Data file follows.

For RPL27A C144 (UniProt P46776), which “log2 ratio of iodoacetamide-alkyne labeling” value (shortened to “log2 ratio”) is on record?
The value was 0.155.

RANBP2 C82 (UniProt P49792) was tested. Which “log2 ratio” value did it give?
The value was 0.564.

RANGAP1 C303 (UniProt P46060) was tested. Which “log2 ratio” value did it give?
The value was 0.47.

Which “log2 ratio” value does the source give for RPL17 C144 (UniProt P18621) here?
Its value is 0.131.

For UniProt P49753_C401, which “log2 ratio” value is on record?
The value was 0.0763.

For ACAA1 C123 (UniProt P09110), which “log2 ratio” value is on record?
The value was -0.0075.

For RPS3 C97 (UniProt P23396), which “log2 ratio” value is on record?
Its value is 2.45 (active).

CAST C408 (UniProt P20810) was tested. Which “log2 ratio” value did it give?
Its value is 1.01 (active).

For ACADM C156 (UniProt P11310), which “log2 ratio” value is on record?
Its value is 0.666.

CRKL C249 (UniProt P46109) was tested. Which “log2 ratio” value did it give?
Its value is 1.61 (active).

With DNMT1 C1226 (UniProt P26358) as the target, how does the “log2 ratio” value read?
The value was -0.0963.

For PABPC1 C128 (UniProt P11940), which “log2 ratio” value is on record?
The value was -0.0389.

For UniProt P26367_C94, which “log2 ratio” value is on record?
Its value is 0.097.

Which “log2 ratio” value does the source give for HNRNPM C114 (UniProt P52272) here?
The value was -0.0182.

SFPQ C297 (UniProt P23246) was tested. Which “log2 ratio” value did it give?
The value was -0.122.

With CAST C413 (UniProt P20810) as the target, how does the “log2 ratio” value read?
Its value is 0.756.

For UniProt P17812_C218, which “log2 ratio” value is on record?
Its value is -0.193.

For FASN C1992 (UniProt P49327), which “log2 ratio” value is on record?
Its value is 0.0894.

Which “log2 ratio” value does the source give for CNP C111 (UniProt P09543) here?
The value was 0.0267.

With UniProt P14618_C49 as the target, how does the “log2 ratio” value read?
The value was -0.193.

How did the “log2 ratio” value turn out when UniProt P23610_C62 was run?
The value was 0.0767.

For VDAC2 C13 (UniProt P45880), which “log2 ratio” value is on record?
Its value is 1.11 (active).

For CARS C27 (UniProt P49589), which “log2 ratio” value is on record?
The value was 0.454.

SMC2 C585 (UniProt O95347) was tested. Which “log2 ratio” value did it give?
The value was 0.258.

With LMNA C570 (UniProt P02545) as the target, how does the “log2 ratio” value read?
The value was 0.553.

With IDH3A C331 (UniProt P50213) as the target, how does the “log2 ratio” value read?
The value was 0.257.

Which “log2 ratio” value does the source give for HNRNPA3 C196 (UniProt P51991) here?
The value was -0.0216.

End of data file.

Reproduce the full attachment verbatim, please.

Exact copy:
For RPL27A C144 (UniProt P46776), which “log2 ratio of iodoacetamide-alkyne labeling” value (shortened to “log2 ratio”) is on record?
The value was 0.155.

RANBP2 C82 (UniProt P49792) was tested. Which “log2 ratio” value did it give?
The value was 0.564.

RANGAP1 C303 (UniProt P46060) was tested. Which “log2 ratio” value did it give?
The value was 0.47.

Which “log2 ratio” value does the source give for RPL17 C144 (UniProt P18621) here?
Its value is 0.131.

For UniProt P49753_C401, which “log2 ratio” value is on record?
The value was 0.0763.

For ACAA1 C123 (UniProt P09110), which “log2 ratio” value is on record?
The value was -0.0075.

For RPS3 C97 (UniProt P23396), which “log2 ratio” value is on record?
Its value is 2.45 (active).

CAST C408 (UniProt P20810) was tested. Which “log2 ratio” value did it give?
Its value is 1.01 (active).

For ACADM C156 (UniProt P11310), which “log2 ratio” value is on record?
Its value is 0.666.

CRKL C249 (UniProt P46109) was tested. Which “log2 ratio” value did it give?
Its value is 1.61 (active).

With DNMT1 C1226 (UniProt P26358) as the target, how does the “log2 ratio” value read?
The value was -0.0963.

For PABPC1 C128 (UniProt P11940), which “log2 ratio” value is on record?
The value was -0.0389.

For UniProt P26367_C94, which “log2 ratio” value is on record?
Its value is 0.097.

Which “log2 ratio” value does the source give for HNRNPM C114 (UniProt P52272) here?
The value was -0.0182.

SFPQ C297 (UniProt P23246) was tested. Which “log2 ratio” value did it give?
The value was -0.122.

With CAST C413 (UniProt P20810) as the target, how does the “log2 ratio” value read?
Its value is 0.756.

For UniProt P17812_C218, which “log2 ratio” value is on record?
Its value is -0.193.

For FASN C1992 (UniProt P49327), which “log2 ratio” value is on record?
Its value is 0.0894.

Which “log2 ratio” value does the source give for CNP C111 (UniProt P09543) here?
The value was 0.0267.

With UniProt P14618_C49 as the target, how does the “log2 ratio” value read?
The value was -0.193.

How did the “log2 ratio” value turn out when UniProt P23610_C62 was run?
The value was 0.0767.

For VDAC2 C13 (UniProt P45880), which “log2 ratio” value is on record?
Its value is 1.11 (active).

For CARS C27 (UniProt P49589), which “log2 ratio” value is on record?
The value was 0.454.

SMC2 C585 (UniProt O95347) was tested. Which “log2 ratio” value did it give?
The value was 0.258.

With LMNA C570 (UniProt P02545) as the target, how does the “log2 ratio” value read?
The value was 0.553.

With IDH3A C331 (UniProt P50213) as the target, how does the “log2 ratio” value read?
The value was 0.257.

Which “log2 ratio” value does the source give for HNRNPA3 C196 (UniProt P51991) here?
The value was -0.0216.